French Art History in Chicago

Chicago has become a real center for French art history.

Chicago-based art historians have made a mark with their research on French art and culture. Rebecca Zorach, Associate Professor of Art History at the University of Chicago, has become one of the leading art historians of the French Renaissance in the United States, on the strength of her Blood, Milk, Ink, Gold: Abundance and Excess in the French Renaissance (Chicago: University of Chicago Press, 2005).


Bernadotte Fort, Professor of French and Affiliate Professor of Art History at Northwestern University, considers early modern French theory and criticism of art. Nina Dubin, Associate Professor of Art History at the University of Illinois at Chicago, recently published a book on Futures & Ruins: Eighteenth-Century Paris and the Art of Hubert Robert. Hannah Higgins, Professor of Art History at the University of Illinois at Chicago, is the author of several books on the Fluxus movement.

Other faculty in art history, history, anthropology, and related fields at Northern Illinois University, University of Illinois at Urbana-Champaign, and other nearby colleges and universities support the growing focus on French art history in Chicago by presenting their work periodically at the Newberry Library, AIC, and other institutions in Chicago.

The French collections of the Art Institute of Chicago in medieval art, Renaissance arms and armor, Renaissance prints, eighteenth-century paintings, Modernist paintings, and Impressionist paintings are truly impressive.

A new traveling exhibition on “Impressionism, Fashion, and Modernity“—currently at the Musée d’Orsay in Paris—is coming soon to the Art Institute of Chicago (AIC). The AIC periodically organizes blockbuster shows on French and Francophone artists such as its 1993 “Magritte” and 1995 “Claude Monet: 1840-1926” exhibitions.  Recent AIC exhibitions on French art history include: “Kings, Queens, and Courtiers: Art in Early Renaissance France“; an exhibition on the art of Bonnard, Vuillard, and Roussel; “Entre Nous: The Art of Claude Cahun“; and a 2010 exhibit featuring the photography of Henri Cartier-Bresson.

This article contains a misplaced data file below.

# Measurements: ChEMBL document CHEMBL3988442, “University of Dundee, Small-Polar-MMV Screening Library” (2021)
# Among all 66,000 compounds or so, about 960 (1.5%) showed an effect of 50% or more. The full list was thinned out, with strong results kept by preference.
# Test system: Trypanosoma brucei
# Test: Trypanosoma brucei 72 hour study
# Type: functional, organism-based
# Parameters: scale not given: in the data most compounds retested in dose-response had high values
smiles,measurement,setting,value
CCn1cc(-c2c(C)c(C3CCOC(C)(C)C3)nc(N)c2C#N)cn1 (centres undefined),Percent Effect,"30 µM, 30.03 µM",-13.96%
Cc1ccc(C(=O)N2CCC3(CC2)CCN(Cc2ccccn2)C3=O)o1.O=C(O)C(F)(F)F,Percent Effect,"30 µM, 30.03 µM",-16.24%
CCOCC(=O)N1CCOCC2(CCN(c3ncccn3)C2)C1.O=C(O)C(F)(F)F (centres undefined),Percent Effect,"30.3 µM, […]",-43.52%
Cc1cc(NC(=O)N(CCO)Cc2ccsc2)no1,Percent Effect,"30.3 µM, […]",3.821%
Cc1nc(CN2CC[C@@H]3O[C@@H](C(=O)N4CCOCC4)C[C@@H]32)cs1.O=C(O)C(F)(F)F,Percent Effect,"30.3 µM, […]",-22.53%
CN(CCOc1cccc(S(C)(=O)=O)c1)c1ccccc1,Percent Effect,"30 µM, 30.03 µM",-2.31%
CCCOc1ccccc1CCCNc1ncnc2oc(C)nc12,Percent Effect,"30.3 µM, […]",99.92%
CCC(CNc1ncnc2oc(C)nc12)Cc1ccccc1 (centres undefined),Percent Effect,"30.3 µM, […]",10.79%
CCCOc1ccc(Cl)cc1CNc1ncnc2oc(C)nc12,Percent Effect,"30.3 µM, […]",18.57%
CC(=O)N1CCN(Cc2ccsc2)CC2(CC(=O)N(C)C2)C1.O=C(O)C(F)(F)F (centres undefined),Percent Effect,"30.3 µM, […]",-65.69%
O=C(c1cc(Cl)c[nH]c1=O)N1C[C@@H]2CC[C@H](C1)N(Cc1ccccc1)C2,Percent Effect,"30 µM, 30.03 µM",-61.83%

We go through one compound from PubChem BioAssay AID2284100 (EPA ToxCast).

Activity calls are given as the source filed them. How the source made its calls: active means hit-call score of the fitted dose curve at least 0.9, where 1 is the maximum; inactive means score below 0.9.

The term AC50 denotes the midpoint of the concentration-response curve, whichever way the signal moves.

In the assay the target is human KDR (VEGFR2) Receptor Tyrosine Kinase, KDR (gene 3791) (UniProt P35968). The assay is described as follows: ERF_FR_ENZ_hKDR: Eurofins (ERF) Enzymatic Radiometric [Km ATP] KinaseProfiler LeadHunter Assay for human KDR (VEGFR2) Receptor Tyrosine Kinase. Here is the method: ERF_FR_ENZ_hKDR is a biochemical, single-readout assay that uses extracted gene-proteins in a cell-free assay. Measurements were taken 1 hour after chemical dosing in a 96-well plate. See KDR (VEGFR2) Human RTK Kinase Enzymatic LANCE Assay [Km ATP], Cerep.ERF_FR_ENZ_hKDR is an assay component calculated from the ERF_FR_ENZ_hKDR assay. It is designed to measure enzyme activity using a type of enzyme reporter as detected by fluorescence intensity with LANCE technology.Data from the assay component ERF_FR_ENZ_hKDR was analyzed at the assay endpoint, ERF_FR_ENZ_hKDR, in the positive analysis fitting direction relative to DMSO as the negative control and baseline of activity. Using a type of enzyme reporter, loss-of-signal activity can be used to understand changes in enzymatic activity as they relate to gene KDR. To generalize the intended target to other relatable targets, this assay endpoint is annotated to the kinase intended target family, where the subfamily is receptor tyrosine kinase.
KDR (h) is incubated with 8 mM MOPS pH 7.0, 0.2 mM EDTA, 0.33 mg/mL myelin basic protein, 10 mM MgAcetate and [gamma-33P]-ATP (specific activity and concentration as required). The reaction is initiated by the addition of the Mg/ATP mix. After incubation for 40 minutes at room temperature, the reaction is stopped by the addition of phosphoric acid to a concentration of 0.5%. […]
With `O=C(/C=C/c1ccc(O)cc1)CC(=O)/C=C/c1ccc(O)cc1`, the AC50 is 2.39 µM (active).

The AIC publishes catalogs for many of its exhibitions, including the volume edited by Martha Wolff on Kings, Queens, and Courtiers: Art in Renaissance France (New Haven, CT: Yale University Press, 2011).

Other Chicago museums, such as the Museum of Contemporary Art (MCA) and the Newberry Library, have produced temporary exhibits on French art history. The MCA frequently features artists and art collections with French connections, such as a recent exhibit, “Ronan and Erwan Bouroullec: Bivouac.” The Newberry Library has showcased its stellar collections of French books, prints, and maps in numerous exhibits. The Field Museum is bringing the new Lascaux exhibition of replicas of cave paintings to Chicago this year.


Less well known are the many connections between the Chicago and French contemporary art worlds. Chicago art museums are intimately linked with major French museums through traveling art exhibitions, research exchanges, scholarly conferences, and institutional connections.

The Director of the Art Institute of Chicago, Douglas Druick, was named Officier in the French Ordre des Arts et des Lettres by the French Ministry of Culture in 2012.  The French Embassy in Washington reports on the award.

Sylvain Bellenger, an experienced French museum curator and director, was recently appointed as Searle Chair and Curator of the Department of Medieval through Modern European Painting and Sculpture at the Art Institute of Chicago. Art Daily reports on the hire.

The Art Institute of Chicago has produced a new French-language audio guide to its collections for French and Francophone visitors. A recent teacher workshop at the Art Institute discussed the new guide.

This entry was posted in Art History, Contemporary Art, European History, French History, Humanities Education, Museums and Historical Memory, Renaissance Art and History, Uncategorized. Bookmark the permalink.

1 Response to French Art History in Chicago

  1. Audrey Schlofner says:

    Reblogged this on Solely By Virtue.

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